Mitochondria-associated endoplasmic reticulum membrane (MAM) may have a role in tubular injury in diabetic nephropathy (DN), but the precise mechanism remains unclear. Here, we demonstrate that the expression of phosphofurin acidic cluster sorting protein 2 (PACS-2), a critical regulator of MAM formation, is significantly decreased in renal tubules of patients with DN, and PACS-2 expression is positively correlated with renal function and negatively correlated with degrees of tubulointerstitial lesions. Conditional deletion of Pacs-2 in proximal tubules (PTs) aggravates albuminuria and tubular injury in a streptozotocin-induced mouse model of diabetes. Mitochondrial fragmentation, MAM disruption, and defective mitophagy accompanied by altered expression of mitochondrial dynamics and mitophagic proteins, including Drp1 and Becn1, are observed in tubules of diabetic mice; these changes are more pronounced in PT-specific Pacs-2 knockout mice. In vitro, overexpression of PACS-2 in HK-2 cells alleviates excessive mitochondrial fission induced by high glucose concentrations through blocking mitochondrial recruitment of DRP1 and subsequently restores MAM integrity and enhances mitophagy. Mechanistically, PACS-2 binds to BECN1 and mediates the relocalization of BECN1 to MAM, where it promotes the formation of mitophagosome. Together, these data highlight an important but previously unrecognized role of PACS-2 in ameliorating tubular injury in DN by facilitating MAM formation and mitophagy.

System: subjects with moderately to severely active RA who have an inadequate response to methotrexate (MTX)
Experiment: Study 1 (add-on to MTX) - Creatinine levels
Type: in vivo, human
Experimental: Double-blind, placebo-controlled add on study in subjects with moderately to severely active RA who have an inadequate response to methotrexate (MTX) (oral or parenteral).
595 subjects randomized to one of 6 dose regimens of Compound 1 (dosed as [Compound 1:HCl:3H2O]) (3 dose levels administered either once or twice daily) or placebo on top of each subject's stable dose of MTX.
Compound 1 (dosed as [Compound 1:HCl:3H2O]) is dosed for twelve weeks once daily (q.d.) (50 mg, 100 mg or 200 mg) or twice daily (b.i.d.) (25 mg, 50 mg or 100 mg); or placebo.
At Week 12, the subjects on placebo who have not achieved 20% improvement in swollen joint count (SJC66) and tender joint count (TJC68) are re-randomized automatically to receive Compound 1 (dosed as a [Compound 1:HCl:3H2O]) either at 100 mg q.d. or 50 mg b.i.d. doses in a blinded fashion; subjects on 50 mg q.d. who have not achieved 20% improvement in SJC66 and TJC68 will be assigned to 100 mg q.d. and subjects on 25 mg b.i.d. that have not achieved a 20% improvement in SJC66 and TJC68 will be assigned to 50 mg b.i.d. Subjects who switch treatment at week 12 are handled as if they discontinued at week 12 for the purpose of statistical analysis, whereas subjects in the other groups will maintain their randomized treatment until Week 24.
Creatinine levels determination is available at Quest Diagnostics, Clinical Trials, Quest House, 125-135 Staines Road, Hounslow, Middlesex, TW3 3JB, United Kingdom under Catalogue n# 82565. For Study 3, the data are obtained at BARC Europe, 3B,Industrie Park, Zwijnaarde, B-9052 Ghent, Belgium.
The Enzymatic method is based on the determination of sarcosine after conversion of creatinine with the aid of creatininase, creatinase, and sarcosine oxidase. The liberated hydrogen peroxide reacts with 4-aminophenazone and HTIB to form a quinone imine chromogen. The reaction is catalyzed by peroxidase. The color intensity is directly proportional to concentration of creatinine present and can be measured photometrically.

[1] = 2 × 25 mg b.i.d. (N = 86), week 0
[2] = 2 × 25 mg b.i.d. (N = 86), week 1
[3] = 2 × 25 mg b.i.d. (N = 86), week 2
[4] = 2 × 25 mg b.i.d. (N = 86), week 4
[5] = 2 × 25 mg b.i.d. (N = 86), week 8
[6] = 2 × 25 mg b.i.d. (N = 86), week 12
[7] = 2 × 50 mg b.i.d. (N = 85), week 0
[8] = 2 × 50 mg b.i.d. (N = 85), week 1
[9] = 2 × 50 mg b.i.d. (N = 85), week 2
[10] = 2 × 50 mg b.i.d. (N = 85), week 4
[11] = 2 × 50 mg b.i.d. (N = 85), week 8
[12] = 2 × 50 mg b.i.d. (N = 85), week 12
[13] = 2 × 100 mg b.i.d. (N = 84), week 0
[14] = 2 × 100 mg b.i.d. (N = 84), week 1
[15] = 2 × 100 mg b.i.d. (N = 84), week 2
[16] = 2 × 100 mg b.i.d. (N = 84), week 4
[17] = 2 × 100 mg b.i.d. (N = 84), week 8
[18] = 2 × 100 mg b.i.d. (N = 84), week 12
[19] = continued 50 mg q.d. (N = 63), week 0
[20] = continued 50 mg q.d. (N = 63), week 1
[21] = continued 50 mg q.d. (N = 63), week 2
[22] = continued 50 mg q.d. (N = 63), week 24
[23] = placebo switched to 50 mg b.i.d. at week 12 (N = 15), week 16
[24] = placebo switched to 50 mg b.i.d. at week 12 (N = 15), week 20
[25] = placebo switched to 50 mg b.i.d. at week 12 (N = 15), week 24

Restoration of Autophagic Flux Improves Endothelial Function in Diabetes Through Lowering Mitochondrial ROS-Mediated eNOS Monomerization.